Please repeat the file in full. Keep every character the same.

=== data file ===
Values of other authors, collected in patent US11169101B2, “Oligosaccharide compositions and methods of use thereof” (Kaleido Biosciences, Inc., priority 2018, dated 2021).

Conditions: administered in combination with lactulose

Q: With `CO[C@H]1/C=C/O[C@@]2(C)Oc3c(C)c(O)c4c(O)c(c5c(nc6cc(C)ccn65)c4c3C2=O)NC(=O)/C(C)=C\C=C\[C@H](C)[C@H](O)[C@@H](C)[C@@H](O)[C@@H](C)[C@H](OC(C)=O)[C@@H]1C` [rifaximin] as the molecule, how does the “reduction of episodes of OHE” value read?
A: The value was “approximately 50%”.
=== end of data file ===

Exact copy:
Values of other authors, collected in patent US11169101B2, “Oligosaccharide compositions and methods of use thereof” (Kaleido Biosciences, Inc., priority 2018, dated 2021).

Conditions: administered in combination with lactulose

Q: With `CO[C@H]1/C=C/O[C@@]2(C)Oc3c(C)c(O)c4c(O)c(c5c(nc6cc(C)ccn65)c4c3C2=O)NC(=O)/C(C)=C\C=C\[C@H](C)[C@H](O)[C@@H](C)[C@@H](O)[C@@H](C)[C@H](OC(C)=O)[C@@H]1C` [rifaximin] as the molecule, how does the “reduction of episodes of OHE” value read?
A: The value was “approximately 50%”.